Here's something that might bust some myths in the industry:
According to a recent study by ApartmentRatings.com, only 14% of renters said they use a community's social media page as a source of information.
When asked about whether or not social media influenced their decision to lease, most residents said "no." In a list of 48 ranking factors, social media ranked 46th.
Finally, only 31% of residents surveyed said that they follow their community on Facebook. (All these stats and more can be found in Lia Nichole Smith's helpful post at Multifamily Insiders.)
All of these different numbers contribute to a single story about marketing and the multi-family industry: When it comes to getting the word out about your community and reaching prospective residents, social media is usually the wrong platform.
How does marketing on social media work?
In order to understand the problem, we need to understand how social media works as a marketing platform. Brands are able to reach people who follow their page either "organically" (their posts show up in followers' feeds automatically whenever they post) or via advertising.
It is also possible to reach people who do not follow your page, either via shares from individual users or by advertising to a larger audience.
That being said, think about the type of brands that do well on social media compared to the brands that struggle or simply aren't active. Interest-based brands can attract followers because people are broadly interested in the topic that the brand is tied to. A soccer team can get a big following on Facebook or Instagram. Musicians, clothing lines, famous actors, or a popular local restaurant might all get a good social media following too. Real estate is generally not going to fit in this category, however.
If you choose to follow a soccer team on Instagram, it's because you want to see photos of behind-the-scenes things going on with the team, videos of players, and so on. If you follow a clothing line on Facebook, you're wanting to see photos of new products they're offering or maybe get news on promotions.
What is the hook for real estate though?
It's a low frequency purchase, you generally don't form strong brand associations due to the low frequency of the purchase, and most people are not just generally interested in real estate. (And the people who are, probably aren't renting an apartment anyway!)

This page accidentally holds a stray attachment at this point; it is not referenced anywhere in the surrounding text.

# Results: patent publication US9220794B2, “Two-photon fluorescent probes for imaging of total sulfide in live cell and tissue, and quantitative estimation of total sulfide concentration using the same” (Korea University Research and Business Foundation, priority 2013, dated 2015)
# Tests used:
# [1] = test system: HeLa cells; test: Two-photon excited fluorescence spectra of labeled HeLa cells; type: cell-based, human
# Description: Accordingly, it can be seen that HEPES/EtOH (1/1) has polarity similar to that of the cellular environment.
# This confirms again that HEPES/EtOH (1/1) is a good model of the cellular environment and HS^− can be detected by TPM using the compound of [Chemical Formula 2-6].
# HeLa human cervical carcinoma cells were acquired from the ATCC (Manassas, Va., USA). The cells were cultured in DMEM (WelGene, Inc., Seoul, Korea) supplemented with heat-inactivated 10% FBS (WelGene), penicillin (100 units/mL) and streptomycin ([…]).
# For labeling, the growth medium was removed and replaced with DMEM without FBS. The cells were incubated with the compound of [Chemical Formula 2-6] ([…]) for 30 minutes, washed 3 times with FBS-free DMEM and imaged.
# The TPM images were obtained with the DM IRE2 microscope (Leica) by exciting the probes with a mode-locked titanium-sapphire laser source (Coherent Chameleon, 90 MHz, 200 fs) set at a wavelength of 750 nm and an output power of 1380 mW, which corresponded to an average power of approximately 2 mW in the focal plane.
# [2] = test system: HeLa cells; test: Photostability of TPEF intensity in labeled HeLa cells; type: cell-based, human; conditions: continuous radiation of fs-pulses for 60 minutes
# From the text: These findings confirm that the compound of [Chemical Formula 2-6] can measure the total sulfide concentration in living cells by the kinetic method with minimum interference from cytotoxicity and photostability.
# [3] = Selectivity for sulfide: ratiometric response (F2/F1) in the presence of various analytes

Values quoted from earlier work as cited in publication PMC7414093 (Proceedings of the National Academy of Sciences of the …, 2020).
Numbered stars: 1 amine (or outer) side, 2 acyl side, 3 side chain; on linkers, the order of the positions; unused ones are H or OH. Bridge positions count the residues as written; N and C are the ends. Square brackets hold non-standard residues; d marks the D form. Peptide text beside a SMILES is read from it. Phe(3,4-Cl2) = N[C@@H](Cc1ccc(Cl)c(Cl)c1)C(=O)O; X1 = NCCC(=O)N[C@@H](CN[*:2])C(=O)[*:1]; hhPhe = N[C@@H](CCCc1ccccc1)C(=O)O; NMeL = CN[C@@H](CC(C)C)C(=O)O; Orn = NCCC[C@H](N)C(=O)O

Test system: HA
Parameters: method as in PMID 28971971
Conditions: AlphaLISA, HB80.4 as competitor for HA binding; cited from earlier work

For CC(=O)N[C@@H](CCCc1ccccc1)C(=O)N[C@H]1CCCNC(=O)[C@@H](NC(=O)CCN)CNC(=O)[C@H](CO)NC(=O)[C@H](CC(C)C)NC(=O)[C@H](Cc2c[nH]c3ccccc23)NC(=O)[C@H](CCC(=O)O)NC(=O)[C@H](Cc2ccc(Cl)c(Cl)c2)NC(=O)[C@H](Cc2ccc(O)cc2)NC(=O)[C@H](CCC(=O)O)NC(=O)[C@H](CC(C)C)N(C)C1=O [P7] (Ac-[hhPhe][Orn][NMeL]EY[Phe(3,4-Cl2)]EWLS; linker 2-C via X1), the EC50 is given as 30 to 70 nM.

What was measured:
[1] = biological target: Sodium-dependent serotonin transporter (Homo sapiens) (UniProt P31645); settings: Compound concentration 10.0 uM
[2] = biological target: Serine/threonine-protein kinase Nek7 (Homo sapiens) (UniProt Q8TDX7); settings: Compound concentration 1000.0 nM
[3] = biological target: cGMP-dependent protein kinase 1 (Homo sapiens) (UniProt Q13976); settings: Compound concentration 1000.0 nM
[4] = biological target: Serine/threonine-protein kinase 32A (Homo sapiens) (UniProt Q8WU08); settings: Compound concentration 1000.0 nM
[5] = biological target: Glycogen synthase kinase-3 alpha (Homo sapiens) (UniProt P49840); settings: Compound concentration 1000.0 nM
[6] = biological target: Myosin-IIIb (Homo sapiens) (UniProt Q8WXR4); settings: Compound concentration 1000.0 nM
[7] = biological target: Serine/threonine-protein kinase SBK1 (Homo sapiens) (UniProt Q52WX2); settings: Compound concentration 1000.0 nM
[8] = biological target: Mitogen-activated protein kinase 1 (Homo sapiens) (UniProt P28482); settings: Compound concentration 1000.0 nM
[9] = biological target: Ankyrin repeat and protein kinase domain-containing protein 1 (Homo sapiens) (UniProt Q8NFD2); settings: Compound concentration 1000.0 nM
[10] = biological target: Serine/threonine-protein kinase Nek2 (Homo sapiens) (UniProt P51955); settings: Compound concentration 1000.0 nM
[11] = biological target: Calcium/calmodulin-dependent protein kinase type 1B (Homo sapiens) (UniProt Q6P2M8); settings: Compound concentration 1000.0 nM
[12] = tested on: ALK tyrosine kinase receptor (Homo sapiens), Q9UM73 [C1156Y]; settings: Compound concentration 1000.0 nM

How do prospects shop for apartments?
The key to an effective marketing strategy is being able to get into your customer's shoes and understand not only what they are looking for, but how they are looking for it.
One of the reasons social media is such a confusing topic in our industry is that you hear a ton of hype about marketing on Facebook or Instagram, but much of it comes less from understanding an actual resident's purchase process and more to do with what gets hyped online and at conferences. Yet when we look at the data we see figures like those cited above.
Practically speaking, when apartment shoppers need a place to live, they aren't going to Facebook. They're going to Google, Craigslist, and listing services. So if you have a strategy that doesn't account for that, you don't have a functioning marketing strategy.
Will prospects use Facebook more in the future?
This is an interesting question. A lot is going to depend on how the internet is regulated in the next 3-5 years. For example, if net neutrality is conclusively rejected, one possibility is that Facebook, Google, and Amazon would begin negotiating deals with internet service providers to either make their web properties part of an internet fast lane or perhaps to even offer an extremely low-cost monthly internet package built around access to a very limited number of popular online properties—perhaps just Google, Facebook, and Amazon and a couple others, like Wikipedia and perhaps some media companies that have favorable partnerships with ISPs. That probably won't happen, but predicting these things is basically impossible.
If this happened, then you may see more and more internet use getting shifted exclusively onto these already-popular platforms. In such a scenario, more businesses may decide that it makes more sense to basically embrace digital sharecropping: building their online presence on a platform owned by someone else, like Google or Facebook.
That said, right now things seem... not great at Facebook. They stopped growing. Former executives and others in the tech sector are criticizing Facebook publicly. More and more people in the media are leaving the social network and encouraging others to do to the same and their employers are distancing themselves from the network. There is even a chance that Facebook could be the first major tech company targeted with an anti-trust suit by government regulators. Many are coming to the conclusion that Facebook cannot be fixed because the problem is its business model.